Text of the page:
By Dylan Deprey
Whether it is paying for a candy bar or paying a parking ticket, the dollar holds significant value that is more then a piece of paper. While the shimmering blue line that runs along Benjamin Franklin’s face may signify a hundred dollars, what about a shimmering blue pair of Jordan 2 “Just Don Blue?”
The price tag shows $875, but to a sneakerhead, the pristine stitching and gold Nike emblem holds a monetary value all its own. To some it could mean trading in their entire shoe collection for this one pair.
For Trusted Kicks owner Rico Jones, it even has the opportunity to be a way to pay for a car.
Jones grew up trading his entire life. He went to Messmer High School where uniforms were required, and shoes were the only way to express his style. When it came for his mother to buy him another fresh pair of J’s for his freshman year of high school, she cut him off. It was at that point where Jones’ found his entrepreneurial spirit. As he stared at his pile of shoes sitting in his closet, he saw an opportunity to make some money for even more shoes.
While experiencing the true broke college kid experience during his time at Tennessee State University, he started selling his shoes on E-Bay. It only took 6 years of selling and trading his shoe collection online to transform into a storefront on Water Street. From Nike and Adidas to Supreme and BApe, Trusted Kicks is the Midwest’s hub for exclusive street wear and tennis shoes. Trusted Kicks is the only store in the Midwest that buys, sells and trades shoes and clothing.
“This is a place where shoes are a form of currency,” Jones said.
He partially credits the videogame store GameStop for his idea of trading shoes. When he was younger trading an old game or an outdated system for the newest game or system at GameStop was just second nature. Trading videogames ran parallel with the idea that somebody could trade two pairs of decently worn shoes for an exclusively released newer shoe.
“I would ask people to trade back in the day but they weren’t into it, but today they are,” Jones said.”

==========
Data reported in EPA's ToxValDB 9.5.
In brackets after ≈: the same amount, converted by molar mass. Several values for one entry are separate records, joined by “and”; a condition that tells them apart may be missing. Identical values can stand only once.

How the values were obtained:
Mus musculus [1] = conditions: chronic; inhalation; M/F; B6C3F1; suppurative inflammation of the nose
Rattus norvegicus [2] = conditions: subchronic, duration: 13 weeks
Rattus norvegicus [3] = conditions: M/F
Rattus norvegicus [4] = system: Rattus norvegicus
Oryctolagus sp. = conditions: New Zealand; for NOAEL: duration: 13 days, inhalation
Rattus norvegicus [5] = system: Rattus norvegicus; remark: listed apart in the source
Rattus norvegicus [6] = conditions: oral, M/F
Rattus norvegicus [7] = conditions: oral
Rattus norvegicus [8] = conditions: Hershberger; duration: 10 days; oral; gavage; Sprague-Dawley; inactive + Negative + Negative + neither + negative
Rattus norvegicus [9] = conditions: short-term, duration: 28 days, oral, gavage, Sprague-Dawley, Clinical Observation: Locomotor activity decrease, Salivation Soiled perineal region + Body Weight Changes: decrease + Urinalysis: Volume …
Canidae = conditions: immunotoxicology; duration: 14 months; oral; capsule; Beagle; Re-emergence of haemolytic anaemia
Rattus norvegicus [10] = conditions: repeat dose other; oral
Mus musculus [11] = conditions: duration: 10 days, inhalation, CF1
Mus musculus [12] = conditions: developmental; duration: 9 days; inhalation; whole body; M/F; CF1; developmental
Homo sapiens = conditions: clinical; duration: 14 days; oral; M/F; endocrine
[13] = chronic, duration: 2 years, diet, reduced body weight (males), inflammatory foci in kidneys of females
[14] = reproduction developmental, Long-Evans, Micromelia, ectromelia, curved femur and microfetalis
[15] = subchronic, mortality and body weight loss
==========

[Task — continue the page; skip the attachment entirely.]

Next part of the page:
Trading is one of the primary ways to get some of the most exclusive street wear brands in the Midwest. The hype for brands like Jordan’s is ultimately generated by limited availability.
“There might be 40 pairs of one shoe released in all of Milwaukee but if you go to LA there will be 4,000 pairs,” Jones said.
Clothing brands like Supreme and BApe create even more hype because of the limited amount of clothing sold.
“Levi’s might make a style of jeans for 6o years, but Supreme will only make a shirt once. Jordan might make a shoe twice in a twelve year span, and this drives the hype,” Jones said.
The hype for product is skyrockets when brands like Supreme are only located in Los Angeles and New York.
With all the hype that surrounds shoe and clothing brands, those willing to risk the elements and wait in line for days on end are given a special name in the streetwear industry… these are the hypebeasts. Veteran Trusted Kicks employee Akeem Jacobs is a self-proclaimed hypebeast.
“If it was Saturday and Jordan’s were being released, I was there,” Jacobs said.
After years of collecting limited shoe releases, it started piling up. He linked up with Jones and started selling his shoes online. After Jones opened Trusted Kicks in 2015, two months later Jacobs quit his job and started working at Trusted Kicks.
While parents may not understand the hype behind there child’s clothing and sneaker choices, Jones said that parents have entered a new mindset on a new pair basketball shoes.
“Parents can look at the shoe like its an investment because once their kid gets done wearing it, they can bring it back,” Jones said. “They can’t do that at Footlocker.”